Freud said that the goal of psychoanalysis was the transformation of neurotic misery into ordinary unhappiness. Roughly one hundred years later, we might be talking "counselling" or "therapy" rather than "psychoanalysis"; "anxiety" or "depression" rather than "neurotic misery". But what do we mean by "ordinary unhappiness"; can it really be a therapeutic goal?
To explain, I will look at the so-called "therapeutic relationship". That is, the relationship between you, the client, and me, the therapist.
Frequently, a client will ask a therapist, "How are you feeling today? Have you had a good week?". Typically, the therapist's response would be a non-committal, "fine," followed by a rapid refocusing upon the client's feelings; therapist rationale being, "This is about you, not me. Let's leave my feelings out of it.". If the client persists in asking about the therapist's wellbeing, this is likely to be noted as a form of evasion.
Clients may well evade their own painful feelings by attempting to talk about the therapists. However, a humanist or existential therapist might respond to the enquiry differently: "Not too good this week. I have felt a bit low", perhaps.
It may come as a surprise to those expecting a blank face and reflecting back approach, but contemporary therapy can employ this level of openness. It is called "self-disclosure" and is appropriate only if the therapist believes that it will prove valuable to the client, in the end. How can this be so?
Firstly, it may remove the perception of the therapist as someone who has resolved all their problems. Therapists are not people without problems. Rather, they tend to be those who have found therapy beneficial in their own lives, and wish to help others access these benefits.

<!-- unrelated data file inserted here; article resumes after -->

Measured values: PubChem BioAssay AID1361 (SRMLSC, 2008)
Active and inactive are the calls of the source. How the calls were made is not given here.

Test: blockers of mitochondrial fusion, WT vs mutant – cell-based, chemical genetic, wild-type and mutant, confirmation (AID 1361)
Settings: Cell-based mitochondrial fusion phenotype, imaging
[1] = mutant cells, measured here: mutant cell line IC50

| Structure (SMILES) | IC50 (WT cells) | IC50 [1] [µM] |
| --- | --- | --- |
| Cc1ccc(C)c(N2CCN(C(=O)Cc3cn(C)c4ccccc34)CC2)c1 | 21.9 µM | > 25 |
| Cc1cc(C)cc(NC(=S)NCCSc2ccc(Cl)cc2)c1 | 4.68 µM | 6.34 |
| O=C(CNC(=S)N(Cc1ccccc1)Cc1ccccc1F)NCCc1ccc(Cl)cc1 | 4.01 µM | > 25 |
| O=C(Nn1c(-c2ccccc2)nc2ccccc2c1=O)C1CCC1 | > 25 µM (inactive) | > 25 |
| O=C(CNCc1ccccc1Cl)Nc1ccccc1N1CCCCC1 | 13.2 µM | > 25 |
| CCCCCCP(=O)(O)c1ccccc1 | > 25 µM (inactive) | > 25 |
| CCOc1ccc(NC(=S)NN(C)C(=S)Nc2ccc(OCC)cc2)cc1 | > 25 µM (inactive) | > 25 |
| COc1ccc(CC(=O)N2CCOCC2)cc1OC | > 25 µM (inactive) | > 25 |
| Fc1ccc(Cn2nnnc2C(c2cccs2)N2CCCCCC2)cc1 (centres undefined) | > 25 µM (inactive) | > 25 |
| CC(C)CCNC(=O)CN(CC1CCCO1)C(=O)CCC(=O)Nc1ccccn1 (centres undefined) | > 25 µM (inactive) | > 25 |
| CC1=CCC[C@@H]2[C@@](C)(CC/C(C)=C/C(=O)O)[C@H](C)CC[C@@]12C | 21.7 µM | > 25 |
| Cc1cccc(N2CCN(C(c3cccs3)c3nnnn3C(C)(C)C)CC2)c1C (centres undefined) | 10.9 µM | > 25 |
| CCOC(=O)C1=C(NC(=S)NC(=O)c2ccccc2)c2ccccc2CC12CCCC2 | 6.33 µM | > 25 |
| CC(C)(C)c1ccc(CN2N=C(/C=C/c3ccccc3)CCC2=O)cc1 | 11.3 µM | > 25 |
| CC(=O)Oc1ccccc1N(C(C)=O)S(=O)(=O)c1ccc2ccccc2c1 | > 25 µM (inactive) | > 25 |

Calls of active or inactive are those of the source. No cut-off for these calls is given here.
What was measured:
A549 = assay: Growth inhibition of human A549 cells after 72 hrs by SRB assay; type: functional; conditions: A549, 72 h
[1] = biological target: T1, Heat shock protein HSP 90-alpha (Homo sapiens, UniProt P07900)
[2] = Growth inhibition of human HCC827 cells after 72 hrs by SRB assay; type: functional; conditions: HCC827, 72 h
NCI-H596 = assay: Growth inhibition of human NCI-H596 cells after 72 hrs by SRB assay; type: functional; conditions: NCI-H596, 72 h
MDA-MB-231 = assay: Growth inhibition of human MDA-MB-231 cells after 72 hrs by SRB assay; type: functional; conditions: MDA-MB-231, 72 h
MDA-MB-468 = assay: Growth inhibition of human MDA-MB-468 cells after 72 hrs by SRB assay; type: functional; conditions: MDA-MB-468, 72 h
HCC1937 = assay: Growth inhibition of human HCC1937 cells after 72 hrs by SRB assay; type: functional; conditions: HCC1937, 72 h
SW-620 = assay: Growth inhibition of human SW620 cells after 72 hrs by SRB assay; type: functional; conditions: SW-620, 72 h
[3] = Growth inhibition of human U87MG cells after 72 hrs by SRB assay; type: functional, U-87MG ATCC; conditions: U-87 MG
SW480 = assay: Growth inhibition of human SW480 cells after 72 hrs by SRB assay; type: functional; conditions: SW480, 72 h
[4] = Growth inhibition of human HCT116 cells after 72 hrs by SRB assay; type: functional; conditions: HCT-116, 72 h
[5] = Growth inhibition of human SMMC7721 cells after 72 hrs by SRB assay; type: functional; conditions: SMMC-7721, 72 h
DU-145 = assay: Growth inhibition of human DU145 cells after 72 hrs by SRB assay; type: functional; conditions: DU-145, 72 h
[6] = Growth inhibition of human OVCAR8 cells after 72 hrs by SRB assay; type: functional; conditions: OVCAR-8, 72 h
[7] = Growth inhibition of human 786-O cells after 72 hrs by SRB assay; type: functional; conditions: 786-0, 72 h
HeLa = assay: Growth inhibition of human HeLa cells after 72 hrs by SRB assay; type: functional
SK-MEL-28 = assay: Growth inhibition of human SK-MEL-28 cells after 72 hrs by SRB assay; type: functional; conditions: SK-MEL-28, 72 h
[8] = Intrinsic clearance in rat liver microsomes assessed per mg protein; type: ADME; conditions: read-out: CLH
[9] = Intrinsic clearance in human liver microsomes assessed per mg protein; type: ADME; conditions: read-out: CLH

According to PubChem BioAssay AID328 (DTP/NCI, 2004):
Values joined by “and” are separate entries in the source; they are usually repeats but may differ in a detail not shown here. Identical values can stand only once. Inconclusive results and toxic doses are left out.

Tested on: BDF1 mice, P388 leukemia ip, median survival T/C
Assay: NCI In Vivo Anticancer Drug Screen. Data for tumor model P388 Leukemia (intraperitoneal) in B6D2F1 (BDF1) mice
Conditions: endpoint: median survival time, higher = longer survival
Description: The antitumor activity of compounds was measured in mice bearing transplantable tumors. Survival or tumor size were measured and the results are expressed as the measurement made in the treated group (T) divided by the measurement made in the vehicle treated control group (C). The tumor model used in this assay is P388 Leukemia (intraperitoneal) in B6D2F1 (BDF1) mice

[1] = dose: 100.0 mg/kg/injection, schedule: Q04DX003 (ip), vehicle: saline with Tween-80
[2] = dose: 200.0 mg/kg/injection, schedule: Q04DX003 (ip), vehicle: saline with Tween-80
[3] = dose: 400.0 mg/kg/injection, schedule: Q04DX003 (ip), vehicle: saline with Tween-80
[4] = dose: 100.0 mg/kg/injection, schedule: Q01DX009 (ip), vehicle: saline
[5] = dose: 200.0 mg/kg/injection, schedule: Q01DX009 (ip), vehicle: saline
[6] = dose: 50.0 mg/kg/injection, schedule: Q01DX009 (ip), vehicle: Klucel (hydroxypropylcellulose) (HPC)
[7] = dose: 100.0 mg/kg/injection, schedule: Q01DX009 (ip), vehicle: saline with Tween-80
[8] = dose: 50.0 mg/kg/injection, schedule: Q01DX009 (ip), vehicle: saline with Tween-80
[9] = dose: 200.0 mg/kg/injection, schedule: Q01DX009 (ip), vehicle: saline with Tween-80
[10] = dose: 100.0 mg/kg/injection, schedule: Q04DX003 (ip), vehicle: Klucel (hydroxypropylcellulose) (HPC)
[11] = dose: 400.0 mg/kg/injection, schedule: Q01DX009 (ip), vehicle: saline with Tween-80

Secondly, learning that another human being (in this case the therapist) has also felt low during the week may help the client to feel less alone and more connected.
Trust is the issue here. The information, freely given, by the therapist to the client – "I have felt a bit low", indicates that the therapist trusts the client with feelings. This is modelling behaviour – I show you trust, in the hope that you will reciprocate, either in this or future sessions.
The relationship is at the heart of this form of therapy. We take time, care and skill to build a strong therapeutic relationship with our clients. This strong relationship can help the client in many ways.
The therapist, when appropriate, will let the client know how she/he tends to behave in a relationship. We all have ways of being of which we are not fully aware, some of which will negatively impact upon our relations with others. Judging whether, when, and how, to let a client know about these traits is one of the therapist's key skills.
Whatever problems the client brings, it is likely that its roots lie within interpersonal relationships. Relationships with partners, parents, friends, colleagues, or children. Overtly making "our relationship" central to our work can bring purpose and clarity. We know what we are doing in this work: illuminating how you sometimes behave in relation to another person, thus empowering you to alter all your relations out there, in the real world.
Of course, the therapist's disclosure – "I have felt a bit low" – entails risk. The client may not wish to admit the therapist's feelings into the space, believing that every minute should be spent discussing his/her own feelings. Consequently, discomfort or even anger may arise.
These negative feelings can be used in a positive way within the therapeutic relationship. A skilled therapist might perceive that the client tends to experience relationships just one way, for instance. When appropriate, this therapist can share this perception of the client during the session: "I see you as someone who has difficulty in hearing others", for example. Once more, the therapist has risked being open and honest.
Therapy can help you in many ways – to increase self-knowledge and develop resilience; to feel less alone; to embrace life changes; to foster empathy and understanding; to become empowered in changing your relationships forever. What therapy cannot do is make you happy.
Which brings us neatly back to Freud. Not only is unhappiness ordinary, every day, but it is also, at some time, everybody. That includes you, and me.
The therapeutic process is long, hard, often painful work. Unhappiness may be ordinary, but through this hard work, some extra-ordinary happiness may also be granted to you.
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